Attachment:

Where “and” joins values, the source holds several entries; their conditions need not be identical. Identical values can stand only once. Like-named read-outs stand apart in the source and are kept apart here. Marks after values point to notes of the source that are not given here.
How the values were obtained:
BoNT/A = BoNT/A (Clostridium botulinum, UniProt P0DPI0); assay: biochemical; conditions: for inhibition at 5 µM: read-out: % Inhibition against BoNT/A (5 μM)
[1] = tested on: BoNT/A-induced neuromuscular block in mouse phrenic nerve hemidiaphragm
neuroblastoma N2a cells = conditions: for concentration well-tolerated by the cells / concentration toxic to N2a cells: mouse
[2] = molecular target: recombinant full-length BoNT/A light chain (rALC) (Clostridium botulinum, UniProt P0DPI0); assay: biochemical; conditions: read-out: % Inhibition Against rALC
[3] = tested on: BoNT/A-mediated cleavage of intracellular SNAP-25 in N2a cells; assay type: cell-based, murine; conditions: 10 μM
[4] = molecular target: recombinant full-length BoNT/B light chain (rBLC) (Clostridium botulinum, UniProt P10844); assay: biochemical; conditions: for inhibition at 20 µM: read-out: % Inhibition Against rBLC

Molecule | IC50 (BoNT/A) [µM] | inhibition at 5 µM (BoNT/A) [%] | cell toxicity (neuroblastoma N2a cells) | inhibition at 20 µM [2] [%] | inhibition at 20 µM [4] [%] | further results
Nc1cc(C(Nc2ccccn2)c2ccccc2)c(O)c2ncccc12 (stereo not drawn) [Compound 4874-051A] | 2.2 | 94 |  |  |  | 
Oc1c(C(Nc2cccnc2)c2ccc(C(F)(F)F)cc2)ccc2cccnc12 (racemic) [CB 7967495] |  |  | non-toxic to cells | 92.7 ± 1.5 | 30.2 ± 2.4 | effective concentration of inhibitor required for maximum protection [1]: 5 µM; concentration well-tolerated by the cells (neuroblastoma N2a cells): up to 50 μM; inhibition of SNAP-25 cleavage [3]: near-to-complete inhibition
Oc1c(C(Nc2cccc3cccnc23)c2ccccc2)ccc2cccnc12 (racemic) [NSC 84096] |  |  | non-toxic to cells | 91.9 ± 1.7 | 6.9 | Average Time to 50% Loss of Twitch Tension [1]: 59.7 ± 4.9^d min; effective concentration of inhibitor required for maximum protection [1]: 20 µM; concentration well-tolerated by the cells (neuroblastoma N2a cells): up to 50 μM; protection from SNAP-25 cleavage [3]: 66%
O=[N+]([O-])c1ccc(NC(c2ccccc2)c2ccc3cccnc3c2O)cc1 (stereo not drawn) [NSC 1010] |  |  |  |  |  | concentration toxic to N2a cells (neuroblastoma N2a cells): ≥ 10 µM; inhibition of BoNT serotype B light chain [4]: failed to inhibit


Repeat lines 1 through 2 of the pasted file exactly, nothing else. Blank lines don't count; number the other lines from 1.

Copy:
Where “and” joins values, the source holds several entries; their conditions need not be identical. Identical values can stand only once. Like-named read-outs stand apart in the source and are kept apart here. Marks after values point to notes of the source that are not given here.
How the values were obtained: